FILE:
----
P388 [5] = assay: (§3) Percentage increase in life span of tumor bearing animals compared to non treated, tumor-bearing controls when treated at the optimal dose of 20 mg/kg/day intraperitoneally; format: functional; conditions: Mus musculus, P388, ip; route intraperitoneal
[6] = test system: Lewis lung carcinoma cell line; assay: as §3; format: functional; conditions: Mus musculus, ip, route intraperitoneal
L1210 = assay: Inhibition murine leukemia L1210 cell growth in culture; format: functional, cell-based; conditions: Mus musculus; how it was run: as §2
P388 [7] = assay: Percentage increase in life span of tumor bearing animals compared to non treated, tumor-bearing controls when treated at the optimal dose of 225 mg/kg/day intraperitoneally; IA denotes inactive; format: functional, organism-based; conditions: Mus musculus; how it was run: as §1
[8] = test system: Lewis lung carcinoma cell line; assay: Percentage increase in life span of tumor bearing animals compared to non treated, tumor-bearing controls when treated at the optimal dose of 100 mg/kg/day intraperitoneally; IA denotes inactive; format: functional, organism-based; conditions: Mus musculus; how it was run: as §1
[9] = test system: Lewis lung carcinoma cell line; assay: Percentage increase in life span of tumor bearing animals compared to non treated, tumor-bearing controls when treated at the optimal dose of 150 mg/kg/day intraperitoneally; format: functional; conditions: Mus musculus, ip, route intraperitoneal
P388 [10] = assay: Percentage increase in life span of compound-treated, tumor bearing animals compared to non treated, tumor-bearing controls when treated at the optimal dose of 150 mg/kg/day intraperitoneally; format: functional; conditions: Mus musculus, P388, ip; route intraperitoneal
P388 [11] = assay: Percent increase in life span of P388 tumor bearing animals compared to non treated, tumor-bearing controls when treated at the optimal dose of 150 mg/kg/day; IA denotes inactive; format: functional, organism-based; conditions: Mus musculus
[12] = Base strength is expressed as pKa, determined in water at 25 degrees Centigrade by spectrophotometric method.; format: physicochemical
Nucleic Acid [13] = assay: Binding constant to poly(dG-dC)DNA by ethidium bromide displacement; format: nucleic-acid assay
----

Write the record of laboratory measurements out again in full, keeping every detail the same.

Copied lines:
P388 [5] = assay: (§3) Percentage increase in life span of tumor bearing animals compared to non treated, tumor-bearing controls when treated at the optimal dose of 20 mg/kg/day intraperitoneally; format: functional; conditions: Mus musculus, P388, ip; route intraperitoneal
[6] = test system: Lewis lung carcinoma cell line; assay: as §3; format: functional; conditions: Mus musculus, ip, route intraperitoneal
L1210 = assay: Inhibition murine leukemia L1210 cell growth in culture; format: functional, cell-based; conditions: Mus musculus; how it was run: as §2
P388 [7] = assay: Percentage increase in life span of tumor bearing animals compared to non treated, tumor-bearing controls when treated at the optimal dose of 225 mg/kg/day intraperitoneally; IA denotes inactive; format: functional, organism-based; conditions: Mus musculus; how it was run: as §1
[8] = test system: Lewis lung carcinoma cell line; assay: Percentage increase in life span of tumor bearing animals compared to non treated, tumor-bearing controls when treated at the optimal dose of 100 mg/kg/day intraperitoneally; IA denotes inactive; format: functional, organism-based; conditions: Mus musculus; how it was run: as §1
[9] = test system: Lewis lung carcinoma cell line; assay: Percentage increase in life span of tumor bearing animals compared to non treated, tumor-bearing controls when treated at the optimal dose of 150 mg/kg/day intraperitoneally; format: functional; conditions: Mus musculus, ip, route intraperitoneal
P388 [10] = assay: Percentage increase in life span of compound-treated, tumor bearing animals compared to non treated, tumor-bearing controls when treated at the optimal dose of 150 mg/kg/day intraperitoneally; format: functional; conditions: Mus musculus, P388, ip; route intraperitoneal
P388 [11] = assay: Percent increase in life span of P388 tumor bearing animals compared to non treated, tumor-bearing controls when treated at the optimal dose of 150 mg/kg/day; IA denotes inactive; format: functional, organism-based; conditions: Mus musculus
[12] = Base strength is expressed as pKa, determined in water at 25 degrees Centigrade by spectrophotometric method.; format: physicochemical
Nucleic Acid [13] = assay: Binding constant to poly(dG-dC)DNA by ethidium bromide displacement; format: nucleic-acid assay